The Laboratory of the Mind: Thought Experiments in the Natural Sciences
Thought experiments are performed in the laboratory of the mind. Beyond this metaphor it is difficult to say just what these remarkable devices for investigating nature are or how they work. Though most scientists and philosophers would admit their great importance, there has been very little serious study of them. This volume is the first book-length investigation of thought experiments.
Starting with Galileo's argument on falling bodies, Brown describes numerous examples of the most influential thought experiments from the history of science. Following this introduction to the subject, some substantial and provocative claims are made, the principle being that some thought experiments should be understood in the same way that platonists understand mathematical activity: as an intellectual grasp of an independently existing abstract realm.
With its clarity of style and structure, The Laboratory of the Mind will find readers among all philosophers of science as well as scientists who have puzzled over how thought experiments work.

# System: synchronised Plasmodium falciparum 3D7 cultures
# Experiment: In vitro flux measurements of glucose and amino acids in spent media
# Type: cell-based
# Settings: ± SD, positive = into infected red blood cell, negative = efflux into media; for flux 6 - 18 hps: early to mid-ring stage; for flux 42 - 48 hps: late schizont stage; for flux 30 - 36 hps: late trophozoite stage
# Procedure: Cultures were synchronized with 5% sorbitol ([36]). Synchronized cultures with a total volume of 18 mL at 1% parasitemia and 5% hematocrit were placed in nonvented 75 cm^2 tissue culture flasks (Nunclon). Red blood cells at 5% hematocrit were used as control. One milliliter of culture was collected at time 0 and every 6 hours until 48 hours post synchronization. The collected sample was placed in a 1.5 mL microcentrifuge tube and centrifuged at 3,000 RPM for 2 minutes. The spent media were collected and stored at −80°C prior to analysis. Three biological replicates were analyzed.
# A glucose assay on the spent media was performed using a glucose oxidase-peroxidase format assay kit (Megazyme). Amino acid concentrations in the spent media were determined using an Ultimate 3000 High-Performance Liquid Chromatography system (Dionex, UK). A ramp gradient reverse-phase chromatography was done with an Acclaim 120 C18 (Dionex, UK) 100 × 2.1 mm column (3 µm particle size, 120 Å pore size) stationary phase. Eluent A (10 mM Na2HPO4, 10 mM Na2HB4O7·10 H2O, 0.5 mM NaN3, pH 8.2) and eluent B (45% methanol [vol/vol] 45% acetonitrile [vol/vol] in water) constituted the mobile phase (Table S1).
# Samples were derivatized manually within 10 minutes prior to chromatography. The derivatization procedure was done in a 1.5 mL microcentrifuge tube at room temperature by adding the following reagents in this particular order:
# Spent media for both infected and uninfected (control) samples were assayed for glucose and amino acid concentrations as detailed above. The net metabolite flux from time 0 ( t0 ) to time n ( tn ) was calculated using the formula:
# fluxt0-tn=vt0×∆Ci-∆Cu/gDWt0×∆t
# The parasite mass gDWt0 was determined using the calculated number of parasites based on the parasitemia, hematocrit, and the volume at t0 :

What people are saying - Write a review
We haven't found any reviews in the usual places.
Other editions - View all
absolute space abstract entities abstract objects account of thought argue argument assumption belief Benacerraf bodies Bohr brand of verificationism bucket causal causal connection causal theory chapter claim conjectural constructive theories Copenhagen interpretation correlations Descartes direct thought experiments distant distinction eigenstates Einstein electron empirical empiricism empiricist epistemological example existence explain field formal derivation Galileo geometry Heisenberg hidden variable theories Hilbert space Holton imagine independent interact intuitions laws of nature Leibniz light Local Realism logical Machian Maddy magnetic mathematical platonism Maxwell's measurement mediative thought experiment ment molecules momentum natural kind Newton's Norton observable particles perception phenomena philosophical photon physical objects physical world platonic account platonist Poincare position possible worlds premisses principle theory problems quantum mechanics ravens realism reality reason relative motion remarks Schrodinger scientific sense sets singlet sort special relativity spin Stevin superposition theoretical things thought experimenter tion true truth velocity verificationism